I took Friday off work so that John could have an early weekend, heading off with friends on Friday to play a couple of rounds of golf on Friday and Saturday as a warm up for the worlds ugliest golf trophy competition, but Pip and I saw no reason to change the normal Friday morning routine.  As soon as we’d dropped the girls off at school we hopped back in to the car and headed to Kinver.

Where I come from in Devon, Kinver would be a decent size town. According to John, who grew up in Yorkshire next to the largest village in Europe, it’s practically a hamlet.  However you designate it, it is lovely, and at one stage we seriously thought about trying to move there.  The town centre itself has lots of proper shops, unlike say Stourbridge, which alternates charity shops with coffee, including a great bakery, perfect for midmorning cake.  But first we had to earn the cake.

Space for the Butterflies - Kinver Edge

Kinver Edge is a sandstone ridge sitting high up above the western edge of Kinver, and it’s one of those places where you can feel that you’ve climbed to the top of the world, even if you only have little legs.  Pip and I headed up the eastern end, first wandering along the path and then my tiny boy determinedly climbing step after solid step, throwing his legs up as if he were hurdling them.  When we finally reached the viewpoint, he was more than ready to perch up on the map and trace out rivers and hills only vaguely visible under grey skies.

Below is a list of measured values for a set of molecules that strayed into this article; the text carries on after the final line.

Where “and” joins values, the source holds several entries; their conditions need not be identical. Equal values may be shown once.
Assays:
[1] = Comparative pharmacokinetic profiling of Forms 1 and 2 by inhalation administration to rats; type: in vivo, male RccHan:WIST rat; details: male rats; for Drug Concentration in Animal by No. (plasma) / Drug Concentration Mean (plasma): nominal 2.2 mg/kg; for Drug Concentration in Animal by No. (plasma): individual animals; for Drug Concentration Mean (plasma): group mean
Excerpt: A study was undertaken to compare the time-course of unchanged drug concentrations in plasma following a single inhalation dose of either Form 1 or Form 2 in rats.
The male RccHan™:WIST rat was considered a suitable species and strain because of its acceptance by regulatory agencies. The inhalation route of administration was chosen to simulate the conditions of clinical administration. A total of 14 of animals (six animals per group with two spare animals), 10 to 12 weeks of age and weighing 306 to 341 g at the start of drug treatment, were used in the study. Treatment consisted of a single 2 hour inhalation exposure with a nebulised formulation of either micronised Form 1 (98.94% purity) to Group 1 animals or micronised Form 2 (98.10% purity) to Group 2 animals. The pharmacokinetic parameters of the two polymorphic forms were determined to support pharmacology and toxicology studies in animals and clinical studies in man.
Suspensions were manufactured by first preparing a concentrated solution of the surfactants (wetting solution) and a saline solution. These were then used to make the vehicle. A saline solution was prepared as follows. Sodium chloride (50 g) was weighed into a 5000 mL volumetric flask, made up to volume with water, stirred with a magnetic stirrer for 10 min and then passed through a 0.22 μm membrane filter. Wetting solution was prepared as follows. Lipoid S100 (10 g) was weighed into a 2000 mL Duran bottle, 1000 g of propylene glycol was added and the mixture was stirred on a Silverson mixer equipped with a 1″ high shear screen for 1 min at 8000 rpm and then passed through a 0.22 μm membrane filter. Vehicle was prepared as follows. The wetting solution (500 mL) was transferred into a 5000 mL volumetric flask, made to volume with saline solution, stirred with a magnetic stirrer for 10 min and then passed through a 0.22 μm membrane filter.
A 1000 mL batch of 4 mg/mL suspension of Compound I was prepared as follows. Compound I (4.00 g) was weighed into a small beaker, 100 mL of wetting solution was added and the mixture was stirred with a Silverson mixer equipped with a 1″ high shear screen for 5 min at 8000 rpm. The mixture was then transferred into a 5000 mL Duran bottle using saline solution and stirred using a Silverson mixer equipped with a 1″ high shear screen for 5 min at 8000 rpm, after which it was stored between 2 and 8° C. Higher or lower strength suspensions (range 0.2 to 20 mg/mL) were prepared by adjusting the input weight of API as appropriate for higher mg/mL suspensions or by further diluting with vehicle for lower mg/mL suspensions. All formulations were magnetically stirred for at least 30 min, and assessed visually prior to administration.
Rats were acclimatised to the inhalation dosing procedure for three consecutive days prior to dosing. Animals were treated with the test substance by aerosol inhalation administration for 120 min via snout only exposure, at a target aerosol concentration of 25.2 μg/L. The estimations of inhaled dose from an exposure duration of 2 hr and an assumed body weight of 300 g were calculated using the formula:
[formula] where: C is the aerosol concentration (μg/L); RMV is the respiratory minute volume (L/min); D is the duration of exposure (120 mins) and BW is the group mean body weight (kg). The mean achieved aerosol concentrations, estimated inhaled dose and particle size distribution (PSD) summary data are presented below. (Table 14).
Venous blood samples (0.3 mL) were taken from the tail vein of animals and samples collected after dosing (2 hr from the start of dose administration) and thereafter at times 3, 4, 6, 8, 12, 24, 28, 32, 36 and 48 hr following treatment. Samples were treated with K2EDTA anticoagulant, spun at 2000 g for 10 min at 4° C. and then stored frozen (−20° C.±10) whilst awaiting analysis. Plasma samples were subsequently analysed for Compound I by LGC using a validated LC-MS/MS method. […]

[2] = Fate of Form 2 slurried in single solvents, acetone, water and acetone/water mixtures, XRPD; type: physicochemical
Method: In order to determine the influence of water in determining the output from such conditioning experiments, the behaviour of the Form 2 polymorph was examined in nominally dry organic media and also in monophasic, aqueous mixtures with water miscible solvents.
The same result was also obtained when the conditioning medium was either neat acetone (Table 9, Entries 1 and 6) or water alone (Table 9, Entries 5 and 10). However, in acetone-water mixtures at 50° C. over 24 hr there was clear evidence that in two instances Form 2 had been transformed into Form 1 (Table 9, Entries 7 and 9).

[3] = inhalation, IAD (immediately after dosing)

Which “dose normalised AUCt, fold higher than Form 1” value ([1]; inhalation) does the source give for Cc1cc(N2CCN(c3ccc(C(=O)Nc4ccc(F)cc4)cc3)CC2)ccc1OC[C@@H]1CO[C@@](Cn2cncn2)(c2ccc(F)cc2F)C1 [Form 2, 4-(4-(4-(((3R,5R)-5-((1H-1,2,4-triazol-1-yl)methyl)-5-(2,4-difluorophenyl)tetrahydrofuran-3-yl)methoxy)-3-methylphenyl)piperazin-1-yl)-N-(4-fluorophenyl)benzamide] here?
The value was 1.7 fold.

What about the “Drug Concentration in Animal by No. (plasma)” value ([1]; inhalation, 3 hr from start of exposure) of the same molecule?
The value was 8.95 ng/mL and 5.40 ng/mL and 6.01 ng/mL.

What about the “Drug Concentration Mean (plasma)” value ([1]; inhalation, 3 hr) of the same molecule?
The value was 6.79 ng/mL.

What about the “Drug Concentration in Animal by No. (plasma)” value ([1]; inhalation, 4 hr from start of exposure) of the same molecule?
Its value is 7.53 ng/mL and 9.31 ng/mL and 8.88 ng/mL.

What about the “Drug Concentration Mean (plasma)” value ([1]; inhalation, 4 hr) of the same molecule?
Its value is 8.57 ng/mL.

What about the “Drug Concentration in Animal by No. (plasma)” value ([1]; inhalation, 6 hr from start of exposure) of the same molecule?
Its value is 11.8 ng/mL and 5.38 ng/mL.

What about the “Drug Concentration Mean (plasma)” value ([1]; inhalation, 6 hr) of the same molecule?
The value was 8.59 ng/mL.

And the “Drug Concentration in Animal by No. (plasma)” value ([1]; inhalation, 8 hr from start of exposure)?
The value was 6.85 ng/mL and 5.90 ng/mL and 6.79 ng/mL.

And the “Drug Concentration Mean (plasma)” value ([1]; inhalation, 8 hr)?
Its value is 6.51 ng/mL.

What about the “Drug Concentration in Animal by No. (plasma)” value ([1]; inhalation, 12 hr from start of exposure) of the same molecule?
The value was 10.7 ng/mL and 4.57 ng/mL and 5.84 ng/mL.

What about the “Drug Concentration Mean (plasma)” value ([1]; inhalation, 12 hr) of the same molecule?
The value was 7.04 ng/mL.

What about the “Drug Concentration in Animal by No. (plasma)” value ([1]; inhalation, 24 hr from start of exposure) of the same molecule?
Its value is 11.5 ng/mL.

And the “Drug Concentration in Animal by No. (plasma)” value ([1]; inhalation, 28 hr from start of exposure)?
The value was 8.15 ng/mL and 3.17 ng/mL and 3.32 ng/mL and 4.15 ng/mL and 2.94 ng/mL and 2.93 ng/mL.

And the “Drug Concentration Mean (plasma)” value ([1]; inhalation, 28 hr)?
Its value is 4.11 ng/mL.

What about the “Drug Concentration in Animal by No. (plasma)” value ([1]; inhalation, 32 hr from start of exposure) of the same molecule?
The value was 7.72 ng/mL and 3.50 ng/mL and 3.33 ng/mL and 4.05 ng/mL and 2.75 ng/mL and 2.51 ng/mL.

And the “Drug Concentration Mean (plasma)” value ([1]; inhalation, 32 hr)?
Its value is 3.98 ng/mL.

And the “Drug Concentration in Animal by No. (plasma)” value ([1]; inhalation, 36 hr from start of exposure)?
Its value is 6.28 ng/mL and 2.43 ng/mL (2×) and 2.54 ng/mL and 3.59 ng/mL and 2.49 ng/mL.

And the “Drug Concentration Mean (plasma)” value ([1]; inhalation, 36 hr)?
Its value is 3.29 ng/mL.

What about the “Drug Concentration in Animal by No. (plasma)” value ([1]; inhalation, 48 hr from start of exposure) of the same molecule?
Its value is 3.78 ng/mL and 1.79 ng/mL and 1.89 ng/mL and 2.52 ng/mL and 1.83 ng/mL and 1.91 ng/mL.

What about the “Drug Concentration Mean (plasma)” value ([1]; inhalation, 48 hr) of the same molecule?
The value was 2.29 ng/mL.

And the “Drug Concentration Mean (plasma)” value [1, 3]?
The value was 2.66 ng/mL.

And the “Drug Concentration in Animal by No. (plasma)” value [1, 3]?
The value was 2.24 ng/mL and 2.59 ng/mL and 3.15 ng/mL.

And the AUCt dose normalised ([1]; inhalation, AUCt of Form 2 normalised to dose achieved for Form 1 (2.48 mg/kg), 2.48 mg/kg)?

Space for the Butterflies - Kinver Edge

Even with the map to help, I’m not sure I could have particularly recognised Droitwich over Bromsgrove, and while I know Pip’s eye sight is better than mine, his instant “I see it!” response to my pointing out the direction for New York, rather suggests that he was just enjoying the view wherever it may be; that or he thinks it’s a sort of sheep.  (Forgive me American readers, but I suspect that we do talk about sheep more than we talk about cities in the USA).

Space for the Butterflies - Kinver Edge

Along the top of the heathland we found a herd of longhorn cattle, with some impressively long longhorns.  So far as we could work out it seemed entirely a quirk of nature whether the horns went up, down or out, I wonder if it’s the cow equivalent of whether your resting face looks cheerful or on the edge of being irritated? Imagine being the most upbeat cow that ever moo-ed only to have droopy horns.  Pip was more interested in their breakfasts; he was utterly convinced that cows eat cowpats and nothing I said could convince him that the cowpats come afterwards – these are the joys of two year old boys.